Did you ever wonder why coffee's slang is a cup of joe? The phrase has been in use since World War I, it's a marine affair.
As the story goes, secretary Josephus Daniels issued general orders prohibiting alcohol aboard naval vessels leading to more coffee consumption.
Since then, coffee has been the strongest drink of any kind on ships. The probably unhappy, sober sailors were not happy with the changes, so they began calling coffee 'a cup of Joe.'
Joe's short to Joseph. A cup of coffee has soon been shortened to a 'cup of Joe,' which is disgraceful to call a 'cup of Joseph Daniels.'
"Their coffee shopping has become a substitute," writes Lee Craig in the new book, "when the name of Daniels is linked to the daily consumption of the world's million cups of coffee, soon became misleadingly known by legend as a 'Josef Daniels' cup,' which was soon shortened to a 'cup of Joe.'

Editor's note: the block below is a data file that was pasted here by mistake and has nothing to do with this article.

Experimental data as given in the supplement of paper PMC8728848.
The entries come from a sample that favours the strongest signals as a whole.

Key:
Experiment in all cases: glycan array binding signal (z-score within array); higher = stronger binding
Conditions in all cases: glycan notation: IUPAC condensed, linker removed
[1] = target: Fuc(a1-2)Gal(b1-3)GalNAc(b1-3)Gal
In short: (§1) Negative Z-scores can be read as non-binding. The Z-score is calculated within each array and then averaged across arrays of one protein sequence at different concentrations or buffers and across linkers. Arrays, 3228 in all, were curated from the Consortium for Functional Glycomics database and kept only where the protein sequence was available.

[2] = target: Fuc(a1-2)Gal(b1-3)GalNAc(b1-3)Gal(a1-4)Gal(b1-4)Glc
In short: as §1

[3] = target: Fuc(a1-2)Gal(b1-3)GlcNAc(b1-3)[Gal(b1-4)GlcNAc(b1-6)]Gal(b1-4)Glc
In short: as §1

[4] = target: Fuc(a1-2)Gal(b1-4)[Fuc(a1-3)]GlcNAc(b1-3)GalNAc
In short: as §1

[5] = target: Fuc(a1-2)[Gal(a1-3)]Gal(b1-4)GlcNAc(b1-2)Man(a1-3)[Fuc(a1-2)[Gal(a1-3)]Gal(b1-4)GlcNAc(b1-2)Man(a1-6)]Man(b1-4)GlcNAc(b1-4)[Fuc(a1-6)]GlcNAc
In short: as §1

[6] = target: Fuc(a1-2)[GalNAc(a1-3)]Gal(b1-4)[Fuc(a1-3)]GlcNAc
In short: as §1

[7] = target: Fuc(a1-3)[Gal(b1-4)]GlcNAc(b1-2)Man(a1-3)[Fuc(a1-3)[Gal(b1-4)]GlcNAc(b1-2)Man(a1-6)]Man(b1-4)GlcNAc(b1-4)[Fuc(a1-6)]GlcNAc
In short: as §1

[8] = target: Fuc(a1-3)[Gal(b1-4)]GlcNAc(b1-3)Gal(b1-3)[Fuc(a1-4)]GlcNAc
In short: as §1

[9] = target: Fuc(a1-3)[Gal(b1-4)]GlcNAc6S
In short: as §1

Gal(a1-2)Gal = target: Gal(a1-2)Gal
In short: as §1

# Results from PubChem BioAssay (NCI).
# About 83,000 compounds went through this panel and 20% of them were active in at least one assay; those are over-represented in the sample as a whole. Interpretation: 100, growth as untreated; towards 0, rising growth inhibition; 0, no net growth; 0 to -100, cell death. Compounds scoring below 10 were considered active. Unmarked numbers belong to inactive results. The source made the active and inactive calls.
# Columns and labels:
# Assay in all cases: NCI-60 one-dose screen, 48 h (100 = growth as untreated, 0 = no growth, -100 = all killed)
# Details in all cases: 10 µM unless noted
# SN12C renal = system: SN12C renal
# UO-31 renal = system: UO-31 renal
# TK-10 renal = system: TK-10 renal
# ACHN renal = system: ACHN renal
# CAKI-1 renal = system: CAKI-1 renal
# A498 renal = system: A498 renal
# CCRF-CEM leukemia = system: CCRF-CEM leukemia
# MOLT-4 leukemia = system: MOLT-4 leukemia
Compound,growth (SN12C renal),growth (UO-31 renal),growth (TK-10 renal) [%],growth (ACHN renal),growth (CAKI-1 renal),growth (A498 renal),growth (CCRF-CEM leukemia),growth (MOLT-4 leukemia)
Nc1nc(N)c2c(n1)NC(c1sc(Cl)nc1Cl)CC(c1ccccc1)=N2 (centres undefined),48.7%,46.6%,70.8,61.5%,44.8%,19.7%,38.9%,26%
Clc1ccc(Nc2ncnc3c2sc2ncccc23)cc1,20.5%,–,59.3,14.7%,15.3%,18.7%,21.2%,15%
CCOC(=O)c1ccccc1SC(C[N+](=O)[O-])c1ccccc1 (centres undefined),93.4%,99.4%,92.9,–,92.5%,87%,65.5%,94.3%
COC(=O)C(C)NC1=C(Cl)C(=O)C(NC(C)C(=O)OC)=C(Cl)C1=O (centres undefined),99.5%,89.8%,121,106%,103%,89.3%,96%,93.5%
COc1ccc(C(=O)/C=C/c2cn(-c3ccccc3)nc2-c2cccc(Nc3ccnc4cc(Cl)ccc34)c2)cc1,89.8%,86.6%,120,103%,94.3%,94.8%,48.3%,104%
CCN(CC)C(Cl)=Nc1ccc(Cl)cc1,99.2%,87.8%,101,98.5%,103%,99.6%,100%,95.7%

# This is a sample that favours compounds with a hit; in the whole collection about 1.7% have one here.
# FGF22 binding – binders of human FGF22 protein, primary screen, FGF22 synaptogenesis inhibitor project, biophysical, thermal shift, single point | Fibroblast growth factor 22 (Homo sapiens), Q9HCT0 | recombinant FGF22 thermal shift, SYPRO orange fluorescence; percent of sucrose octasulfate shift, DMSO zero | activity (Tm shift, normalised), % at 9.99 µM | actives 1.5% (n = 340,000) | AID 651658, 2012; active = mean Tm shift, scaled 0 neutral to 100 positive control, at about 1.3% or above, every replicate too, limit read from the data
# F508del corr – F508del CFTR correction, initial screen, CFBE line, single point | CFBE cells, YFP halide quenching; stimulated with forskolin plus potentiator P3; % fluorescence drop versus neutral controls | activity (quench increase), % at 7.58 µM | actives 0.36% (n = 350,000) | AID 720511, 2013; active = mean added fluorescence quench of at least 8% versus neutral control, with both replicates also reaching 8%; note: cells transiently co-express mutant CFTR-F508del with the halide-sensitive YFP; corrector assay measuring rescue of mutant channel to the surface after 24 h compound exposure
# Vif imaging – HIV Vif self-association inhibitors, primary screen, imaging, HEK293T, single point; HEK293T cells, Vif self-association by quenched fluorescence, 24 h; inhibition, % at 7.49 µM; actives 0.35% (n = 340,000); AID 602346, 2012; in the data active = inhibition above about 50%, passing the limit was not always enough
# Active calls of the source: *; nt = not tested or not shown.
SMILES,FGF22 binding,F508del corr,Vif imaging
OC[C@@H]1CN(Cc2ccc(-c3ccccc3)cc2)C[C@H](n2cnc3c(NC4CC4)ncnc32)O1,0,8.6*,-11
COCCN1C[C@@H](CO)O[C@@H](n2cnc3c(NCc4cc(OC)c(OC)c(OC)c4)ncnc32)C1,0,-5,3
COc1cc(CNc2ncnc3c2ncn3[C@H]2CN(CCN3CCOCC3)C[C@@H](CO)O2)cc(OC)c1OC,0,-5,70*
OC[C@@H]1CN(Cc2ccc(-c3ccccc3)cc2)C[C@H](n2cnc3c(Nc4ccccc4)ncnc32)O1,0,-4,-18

Then, what is the 'Cup of Joe' coming from? It really does not matter. The key is that coffee is the world's most popular beverage and consumes over a billion cups each day.
How To Brew Better Coffee at Home
Other Questions about Coffee
OCM was started in 2007, focusing first on coffee machines, then marketing for coffee and food and beverage companies. Check out this restaurant marketing guide to learn more about the many campaigns and companies we have worked with.
OCM has also created many marketing workshops and classes for the F&B industry. Many of the modules are running in the Singapore Skillsfuture Classes in tertiary institutions such as Temasek Polytechnic Skillsfuture Academy and also ITE College East COC classes.
For the readers (coffee lovers), we continue to share coffee articles (and videos) and have also started a free coffee class section (with free online coffee training supported by coffee partners).
To connect with coffee and F&B practitioners, join our growing F&B group on Linkedin (20 000 and growing).